List of tombs of antipopes

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The martyrdom of Hippolytus of Rome
Christopher, who was regarded as a legitimate pope until the 19th century, was buried among the papal tombs in Old St. Peter's Basilica.
Benedict X's corpse is still intact in Sant'Agnese in Agone.
Innocent II demolished and rebuilt Santa Maria in Trastevere to smite the tomb of Anacletus II.
La Trinità della Cava was a prison to several antipopes, including Innocent III.
Only the head of the effigy from the tomb of Clement VII (originally in the Avignon Cathedral) survived the French Revolution.
The tomb of Alexander V in San Francesco (Bologna)
The tomb of Clement VIII in La Seu
Felix V was buried alongside his predecessors as Count of Savoy in Hautecombe Abbey.

An antipope is a historical papal claimant not currently recognized as legitimate by the Catholic Church. Unlike papal tombs, the tombs of antipopes have generally not been preserved, with a few notable exceptions.

Several tombs of antipopes were desecrated and destroyed, often by their rival claimants, shortly after their creation.[1] For example, Pope Innocent II razed Santa Maria in Trastevere (one of the main Marian basilicas and one of the oldest churches of Rome) to the ground and was eventually buried over the spot once occupied by the tomb of his rival, Pope Anacletus II.[2] Others survived centuries, only to be destroyed during conflicts such as the French Revolution and the War of the Spanish Succession, a fate common to some non-extant papal tombs.[3][4] Such was the case with the tomb of Antipope Felix V (the last historical antipope), who was buried with most of his predecessors as Count of Savoy in Hautecombe Abbey.[5]

Others are obscure because of the damnatio memoriae surrounding the lives of antipopes,[6] or because they were refused burial due to excommunication.[1][7] Some of those can be presumed to have been buried unceremoniously in the monasteries to which the antipopes were confined after submitting or losing power.[1] The exception is Hippolytus of Rome, the first antipope, who was translated to Rome by his former rival Pope Fabian following his martyrdom, and is presently regarded as a saint.[8]

Various antipopes, however, received prominent burials, including one among the papal tombs in Old St. Peter's Basilica (which were destroyed during the sixteenth/seventeenth century demolition).[9] In particular, the conciliar claimants of the Western Schism were entombed in elaborate tombs in important churches by famous sculptors. The tomb of Antipope John XXIII typifies political iconography of antipapal burial, subtly arguing for the legitimacy of the entombed.[10]

Pontificate Common English name Sculptor Location Notes
a217–235 Hippolytus
Saint Hippolytus
Unknown Cemetery of Hippolytus Remains translated to Rome by his rival Pope Fabian; inscription by Pope Damasus I recorded in Orazio Marucchi's Christian Epigraphy[8]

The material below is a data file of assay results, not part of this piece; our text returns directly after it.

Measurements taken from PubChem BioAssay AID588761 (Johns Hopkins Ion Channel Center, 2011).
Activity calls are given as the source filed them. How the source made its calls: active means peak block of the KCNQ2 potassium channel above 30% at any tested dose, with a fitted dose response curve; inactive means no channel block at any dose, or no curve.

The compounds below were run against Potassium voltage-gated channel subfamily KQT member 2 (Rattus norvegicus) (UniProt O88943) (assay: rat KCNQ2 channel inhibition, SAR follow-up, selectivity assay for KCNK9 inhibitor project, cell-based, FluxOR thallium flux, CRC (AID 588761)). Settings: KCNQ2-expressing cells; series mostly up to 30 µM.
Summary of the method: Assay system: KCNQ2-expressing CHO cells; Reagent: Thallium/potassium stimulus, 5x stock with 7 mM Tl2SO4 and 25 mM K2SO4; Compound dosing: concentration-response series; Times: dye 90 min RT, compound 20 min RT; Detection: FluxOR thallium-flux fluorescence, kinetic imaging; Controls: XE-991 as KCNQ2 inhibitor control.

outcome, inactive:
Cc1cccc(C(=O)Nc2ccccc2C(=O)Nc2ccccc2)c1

b251–258 Novatian Unknown Unknown Tombstone discovered in 1932 on the Via Tiburtina in Rome with the inscription "blessed martyr Novation"; considered unverified by scholars because the inscription lacks the word "bishop"[11]
c355–365 Felix II
Saint Felix
Unknown Church on Via Aurelia Martyred and sainted; buried in a church of his making on the Via Aurelia according to Liber Pontificalis[12]
d366–367 Ursicinus Unknown Gaul [12]
e418–419 Eulalius Unknown Unknown Nothing known of death but year[13]
f498–499 Laurentius Unknown Unknown Died on the farm of his patron Festus[14]
g530 Dioscorus Unknown Unknown Memory was officially condemned by Pope Boniface II but reinstated by Pope Agapetus I[6]
h687 Theodore Unknown Unknown Nothing known of him after his concession to Pope Sergius I[15]
i687 Paschal Unknown Unknown Imprisoned in an unknown monastery until his death and buried in an unknown location[15]
j766–768 Constantine II Unknown Unknown Died in an unknown monastery after much corporal mortification at the hands of the followers of Pope Stephen III[16]
k768 Philip Unknown Unknown No historical references after his return to his Monastery of St. Vito (Rome)[16]
l844 John VIII Unknown Unknown Nothing more known after he was confined to a monastery[17]
m855 Anastasius Unknown Unknown [18]
n903–904 Christopher Unknown Old St. Peter's Basilica Interred in Old St. Peter's by his overthrower, Pope Sergius III; destroyed in the seventeenth century demolition of Old St. Peter's; fragment of epitaph recorded by Peter Mallius[9]
o984–985 Boniface VII Unknown Unknown Roman mob seized his corpse, stripped him of his vestments, dragged him through the streets, and deposited it at the feet of a statue of Marcus Aurelius on horseback, at which point he was trampled and stabbed; carried away by clerics at night and buried in an unknown location[19]
p997–998 John XVI Unknown Unknown Bodily mutilated by Pope Gregory V and Otto III, Holy Roman Emperor and confined to a Roman monastery until his death[20]
q1012 Gregory VI Unknown Hamburg, Germany Died in Hamburg; no documentation of funeral or monument exist[21]
r1058–1059 Benedict X Unknown Sant'Agnese in Agone Sarcophagus in the crypt (not open to public) still contains his corpse[22]